Three different aquatic environments (one deep meromictic lake, Lake Lugano, CH; one shallow meromictic lake, Paul Lake, U.S.A.; and one peat-land crossed by a river, Vallee des Ponts, CH) were studied. The physicochemical characteristics of hydrous iron oxides identified in these systems were determined by spatially resolved analytical electron microscopy at the level of individual submicrometric particles. High molecular weight natural organic matter, dominantly polysaccharides (lakes) or humics (peat-land), serves as a template for the formation and growth of these particles and governs their final morphology. Depending on the waters, networked microgranules, ill-defined entities, or quasi-spherical globules were identified. These Fe-C-rich particles also contain large proportions of other elements (e.g., P, Ca, Si); they are thus fundamentally different from pure synthetic iron oxides used in the laboratory to infer their transport and sorptive properties. We show that the morphotypes of aquatic iron oxides are influenced by the combined effect of basic environmental parameters, e.g., the ionic strength, the relative concentrations of total iron and organic matter, the nature of the organic matter, and to a lesser extent the pH in the waters.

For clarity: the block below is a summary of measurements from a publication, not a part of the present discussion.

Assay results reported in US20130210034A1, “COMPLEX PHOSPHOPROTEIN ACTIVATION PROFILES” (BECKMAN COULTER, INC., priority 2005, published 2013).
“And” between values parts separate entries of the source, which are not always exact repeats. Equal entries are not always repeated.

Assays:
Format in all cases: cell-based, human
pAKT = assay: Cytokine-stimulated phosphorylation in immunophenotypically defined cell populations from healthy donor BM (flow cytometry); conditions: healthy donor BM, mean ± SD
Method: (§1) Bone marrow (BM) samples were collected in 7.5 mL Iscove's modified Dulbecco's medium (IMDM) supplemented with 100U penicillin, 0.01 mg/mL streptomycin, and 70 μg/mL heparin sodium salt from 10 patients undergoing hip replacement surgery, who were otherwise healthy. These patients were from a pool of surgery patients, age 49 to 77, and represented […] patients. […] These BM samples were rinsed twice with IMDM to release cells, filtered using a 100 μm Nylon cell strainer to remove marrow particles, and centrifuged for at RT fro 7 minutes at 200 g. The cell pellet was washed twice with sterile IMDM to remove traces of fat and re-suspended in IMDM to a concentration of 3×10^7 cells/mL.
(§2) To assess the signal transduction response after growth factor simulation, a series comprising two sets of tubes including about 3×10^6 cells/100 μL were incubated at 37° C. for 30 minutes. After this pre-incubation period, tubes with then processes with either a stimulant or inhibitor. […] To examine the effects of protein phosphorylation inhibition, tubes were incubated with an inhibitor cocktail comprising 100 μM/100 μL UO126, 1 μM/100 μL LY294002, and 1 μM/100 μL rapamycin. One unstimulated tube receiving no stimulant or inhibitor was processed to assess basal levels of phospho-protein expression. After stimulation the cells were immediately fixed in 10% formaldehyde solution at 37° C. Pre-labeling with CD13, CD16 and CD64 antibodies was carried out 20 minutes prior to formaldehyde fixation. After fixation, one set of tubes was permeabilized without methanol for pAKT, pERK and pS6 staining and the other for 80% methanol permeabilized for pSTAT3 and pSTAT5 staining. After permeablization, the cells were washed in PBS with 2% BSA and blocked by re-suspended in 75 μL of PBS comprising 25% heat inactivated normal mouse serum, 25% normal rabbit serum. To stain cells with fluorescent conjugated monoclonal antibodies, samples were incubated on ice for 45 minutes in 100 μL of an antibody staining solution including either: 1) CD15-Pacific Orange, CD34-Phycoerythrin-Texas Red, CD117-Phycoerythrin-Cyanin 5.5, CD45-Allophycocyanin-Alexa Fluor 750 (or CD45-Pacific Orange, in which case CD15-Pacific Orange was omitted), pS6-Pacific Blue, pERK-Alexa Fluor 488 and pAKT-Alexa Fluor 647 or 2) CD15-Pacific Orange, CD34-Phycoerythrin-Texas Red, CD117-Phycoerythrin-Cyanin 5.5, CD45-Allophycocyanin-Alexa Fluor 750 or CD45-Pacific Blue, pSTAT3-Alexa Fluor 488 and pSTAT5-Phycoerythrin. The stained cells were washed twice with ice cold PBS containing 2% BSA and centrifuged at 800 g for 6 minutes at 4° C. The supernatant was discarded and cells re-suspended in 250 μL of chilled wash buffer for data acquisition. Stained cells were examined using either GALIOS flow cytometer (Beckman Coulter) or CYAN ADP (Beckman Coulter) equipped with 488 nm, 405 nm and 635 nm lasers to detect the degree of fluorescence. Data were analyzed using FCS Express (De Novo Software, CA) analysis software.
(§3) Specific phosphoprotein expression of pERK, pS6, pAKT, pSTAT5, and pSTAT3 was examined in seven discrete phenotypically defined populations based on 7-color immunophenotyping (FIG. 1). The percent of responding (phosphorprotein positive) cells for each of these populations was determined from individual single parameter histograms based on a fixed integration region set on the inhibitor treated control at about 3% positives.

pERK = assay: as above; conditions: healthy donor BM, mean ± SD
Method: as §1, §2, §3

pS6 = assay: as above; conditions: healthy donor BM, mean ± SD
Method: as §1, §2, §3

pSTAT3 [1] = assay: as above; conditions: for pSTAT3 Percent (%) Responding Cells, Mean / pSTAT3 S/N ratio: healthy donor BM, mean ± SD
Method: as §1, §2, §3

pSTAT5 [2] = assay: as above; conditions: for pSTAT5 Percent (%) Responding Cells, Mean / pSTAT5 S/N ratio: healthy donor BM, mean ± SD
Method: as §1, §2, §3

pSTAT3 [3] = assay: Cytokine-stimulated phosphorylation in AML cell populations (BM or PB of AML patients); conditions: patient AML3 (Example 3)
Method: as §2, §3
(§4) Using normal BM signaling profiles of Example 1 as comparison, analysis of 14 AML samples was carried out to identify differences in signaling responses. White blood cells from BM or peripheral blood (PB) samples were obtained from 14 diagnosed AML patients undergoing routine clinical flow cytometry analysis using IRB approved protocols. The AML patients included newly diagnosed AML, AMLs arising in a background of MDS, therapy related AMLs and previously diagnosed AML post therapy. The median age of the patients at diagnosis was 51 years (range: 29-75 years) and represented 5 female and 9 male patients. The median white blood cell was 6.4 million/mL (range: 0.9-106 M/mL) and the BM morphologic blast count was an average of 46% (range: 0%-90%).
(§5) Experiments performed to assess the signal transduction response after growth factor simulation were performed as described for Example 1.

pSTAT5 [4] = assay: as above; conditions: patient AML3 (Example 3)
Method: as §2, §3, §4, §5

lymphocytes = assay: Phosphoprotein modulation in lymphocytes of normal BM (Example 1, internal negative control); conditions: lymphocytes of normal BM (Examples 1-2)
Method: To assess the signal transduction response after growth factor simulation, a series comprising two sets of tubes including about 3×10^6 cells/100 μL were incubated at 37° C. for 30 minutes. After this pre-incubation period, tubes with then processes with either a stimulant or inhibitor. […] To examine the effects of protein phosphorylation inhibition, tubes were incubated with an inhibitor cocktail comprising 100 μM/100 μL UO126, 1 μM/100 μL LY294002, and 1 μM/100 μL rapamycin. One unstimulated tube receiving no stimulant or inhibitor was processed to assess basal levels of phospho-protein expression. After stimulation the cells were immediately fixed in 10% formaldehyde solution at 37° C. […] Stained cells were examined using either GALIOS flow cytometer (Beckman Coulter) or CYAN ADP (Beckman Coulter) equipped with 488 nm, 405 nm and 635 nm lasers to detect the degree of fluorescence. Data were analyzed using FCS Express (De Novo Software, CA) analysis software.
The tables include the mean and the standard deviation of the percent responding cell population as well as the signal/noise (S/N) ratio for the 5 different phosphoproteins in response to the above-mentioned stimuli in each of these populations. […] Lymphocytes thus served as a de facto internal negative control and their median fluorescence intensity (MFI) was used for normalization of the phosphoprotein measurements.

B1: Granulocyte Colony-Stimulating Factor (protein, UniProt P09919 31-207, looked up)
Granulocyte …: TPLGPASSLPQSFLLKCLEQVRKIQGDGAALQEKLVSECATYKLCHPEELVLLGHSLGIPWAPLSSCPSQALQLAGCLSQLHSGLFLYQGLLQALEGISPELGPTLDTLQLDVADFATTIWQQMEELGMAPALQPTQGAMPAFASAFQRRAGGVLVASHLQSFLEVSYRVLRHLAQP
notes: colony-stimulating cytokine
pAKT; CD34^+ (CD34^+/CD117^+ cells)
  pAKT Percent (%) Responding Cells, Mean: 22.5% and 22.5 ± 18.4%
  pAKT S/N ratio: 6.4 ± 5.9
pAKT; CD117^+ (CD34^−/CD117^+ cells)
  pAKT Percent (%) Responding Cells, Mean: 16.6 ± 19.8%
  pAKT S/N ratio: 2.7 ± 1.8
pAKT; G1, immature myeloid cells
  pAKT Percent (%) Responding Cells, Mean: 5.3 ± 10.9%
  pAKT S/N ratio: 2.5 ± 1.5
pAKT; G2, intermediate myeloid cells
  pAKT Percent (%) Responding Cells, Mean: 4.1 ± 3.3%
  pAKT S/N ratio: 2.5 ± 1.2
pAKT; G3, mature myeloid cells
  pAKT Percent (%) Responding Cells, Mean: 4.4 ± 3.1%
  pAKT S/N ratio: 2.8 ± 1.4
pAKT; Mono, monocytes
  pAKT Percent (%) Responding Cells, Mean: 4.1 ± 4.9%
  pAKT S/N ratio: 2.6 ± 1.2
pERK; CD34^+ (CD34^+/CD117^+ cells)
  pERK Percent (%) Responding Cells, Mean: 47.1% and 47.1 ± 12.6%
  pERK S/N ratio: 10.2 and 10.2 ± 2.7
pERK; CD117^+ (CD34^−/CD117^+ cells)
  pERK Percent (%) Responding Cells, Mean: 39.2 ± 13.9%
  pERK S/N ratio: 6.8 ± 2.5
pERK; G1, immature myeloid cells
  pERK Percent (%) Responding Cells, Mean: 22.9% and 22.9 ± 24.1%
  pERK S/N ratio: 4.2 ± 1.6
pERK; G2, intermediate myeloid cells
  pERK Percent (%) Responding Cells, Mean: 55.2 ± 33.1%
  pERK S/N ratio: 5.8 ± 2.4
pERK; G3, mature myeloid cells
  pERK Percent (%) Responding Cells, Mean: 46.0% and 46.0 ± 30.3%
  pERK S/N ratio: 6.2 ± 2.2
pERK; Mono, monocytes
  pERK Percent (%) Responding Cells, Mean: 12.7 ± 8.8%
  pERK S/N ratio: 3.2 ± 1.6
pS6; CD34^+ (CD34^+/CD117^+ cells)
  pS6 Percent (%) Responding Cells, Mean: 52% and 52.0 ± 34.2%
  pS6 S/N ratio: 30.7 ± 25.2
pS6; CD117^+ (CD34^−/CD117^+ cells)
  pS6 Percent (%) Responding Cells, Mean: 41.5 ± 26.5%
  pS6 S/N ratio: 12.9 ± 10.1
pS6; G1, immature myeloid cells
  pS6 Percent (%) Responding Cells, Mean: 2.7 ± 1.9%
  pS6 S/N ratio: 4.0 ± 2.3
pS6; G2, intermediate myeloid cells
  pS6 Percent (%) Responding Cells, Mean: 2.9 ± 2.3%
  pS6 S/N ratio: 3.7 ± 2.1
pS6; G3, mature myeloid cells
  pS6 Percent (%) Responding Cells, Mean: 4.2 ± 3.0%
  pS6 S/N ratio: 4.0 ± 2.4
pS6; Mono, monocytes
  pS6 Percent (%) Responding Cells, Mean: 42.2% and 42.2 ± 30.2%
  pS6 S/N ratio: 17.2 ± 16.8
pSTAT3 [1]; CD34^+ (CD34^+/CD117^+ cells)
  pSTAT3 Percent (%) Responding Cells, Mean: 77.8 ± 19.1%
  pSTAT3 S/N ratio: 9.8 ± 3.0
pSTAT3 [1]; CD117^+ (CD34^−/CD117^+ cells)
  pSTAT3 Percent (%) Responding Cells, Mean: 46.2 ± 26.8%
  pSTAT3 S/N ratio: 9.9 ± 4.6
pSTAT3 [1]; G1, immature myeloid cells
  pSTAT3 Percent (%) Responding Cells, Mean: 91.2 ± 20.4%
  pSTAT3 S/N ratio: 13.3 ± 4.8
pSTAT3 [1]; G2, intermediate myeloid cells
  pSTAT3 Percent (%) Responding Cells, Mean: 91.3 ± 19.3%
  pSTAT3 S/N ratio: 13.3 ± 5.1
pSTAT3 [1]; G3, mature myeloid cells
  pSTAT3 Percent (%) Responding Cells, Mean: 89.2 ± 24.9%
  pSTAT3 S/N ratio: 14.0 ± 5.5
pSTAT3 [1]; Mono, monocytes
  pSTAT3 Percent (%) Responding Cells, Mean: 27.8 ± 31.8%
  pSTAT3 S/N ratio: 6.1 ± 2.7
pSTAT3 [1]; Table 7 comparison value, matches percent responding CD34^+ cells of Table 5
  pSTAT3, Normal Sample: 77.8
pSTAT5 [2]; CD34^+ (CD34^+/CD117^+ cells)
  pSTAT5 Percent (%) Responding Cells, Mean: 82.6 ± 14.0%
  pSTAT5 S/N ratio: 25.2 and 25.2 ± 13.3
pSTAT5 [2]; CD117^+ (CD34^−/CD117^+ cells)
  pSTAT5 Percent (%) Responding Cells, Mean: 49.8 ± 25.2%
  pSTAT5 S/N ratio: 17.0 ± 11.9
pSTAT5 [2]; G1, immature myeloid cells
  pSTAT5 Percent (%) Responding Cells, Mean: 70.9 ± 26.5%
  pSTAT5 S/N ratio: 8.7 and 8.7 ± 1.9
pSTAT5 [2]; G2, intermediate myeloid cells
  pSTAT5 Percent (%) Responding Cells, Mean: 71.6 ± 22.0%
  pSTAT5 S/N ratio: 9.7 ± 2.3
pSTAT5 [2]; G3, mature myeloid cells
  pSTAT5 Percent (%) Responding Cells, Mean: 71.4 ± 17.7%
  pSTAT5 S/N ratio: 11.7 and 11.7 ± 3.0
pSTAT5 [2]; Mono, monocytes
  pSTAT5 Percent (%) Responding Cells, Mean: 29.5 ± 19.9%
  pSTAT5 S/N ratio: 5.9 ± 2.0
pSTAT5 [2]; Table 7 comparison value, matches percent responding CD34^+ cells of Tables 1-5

ASJC Scopus subject areas
- Environmental Chemistry